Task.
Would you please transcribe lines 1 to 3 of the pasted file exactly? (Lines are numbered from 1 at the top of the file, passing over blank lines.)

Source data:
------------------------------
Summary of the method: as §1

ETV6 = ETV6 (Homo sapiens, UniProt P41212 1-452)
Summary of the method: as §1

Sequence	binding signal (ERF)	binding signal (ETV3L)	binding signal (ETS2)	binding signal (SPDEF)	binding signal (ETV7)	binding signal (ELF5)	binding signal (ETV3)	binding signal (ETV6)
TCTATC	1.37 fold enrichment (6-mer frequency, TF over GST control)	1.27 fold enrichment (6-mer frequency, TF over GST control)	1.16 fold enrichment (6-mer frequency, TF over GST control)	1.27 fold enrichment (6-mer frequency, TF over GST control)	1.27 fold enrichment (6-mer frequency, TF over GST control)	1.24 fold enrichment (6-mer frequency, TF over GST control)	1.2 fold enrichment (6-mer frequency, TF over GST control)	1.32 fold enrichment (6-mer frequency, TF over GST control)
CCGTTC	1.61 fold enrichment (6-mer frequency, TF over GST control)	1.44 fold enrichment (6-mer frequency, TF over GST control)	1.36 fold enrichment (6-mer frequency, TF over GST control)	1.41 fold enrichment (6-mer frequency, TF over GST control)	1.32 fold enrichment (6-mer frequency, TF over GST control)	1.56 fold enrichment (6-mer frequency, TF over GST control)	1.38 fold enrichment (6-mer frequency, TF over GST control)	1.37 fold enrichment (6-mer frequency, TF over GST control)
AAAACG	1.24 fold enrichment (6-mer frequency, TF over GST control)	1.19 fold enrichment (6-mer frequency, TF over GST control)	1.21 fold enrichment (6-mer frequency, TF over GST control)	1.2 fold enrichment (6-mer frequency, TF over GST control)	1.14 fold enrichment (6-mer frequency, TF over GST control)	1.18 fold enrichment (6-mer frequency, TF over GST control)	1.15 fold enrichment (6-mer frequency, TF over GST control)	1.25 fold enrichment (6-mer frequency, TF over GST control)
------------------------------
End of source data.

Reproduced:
Summary of the method: as §1

ETV6 = ETV6 (Homo sapiens, UniProt P41212 1-452)
Summary of the method: as §1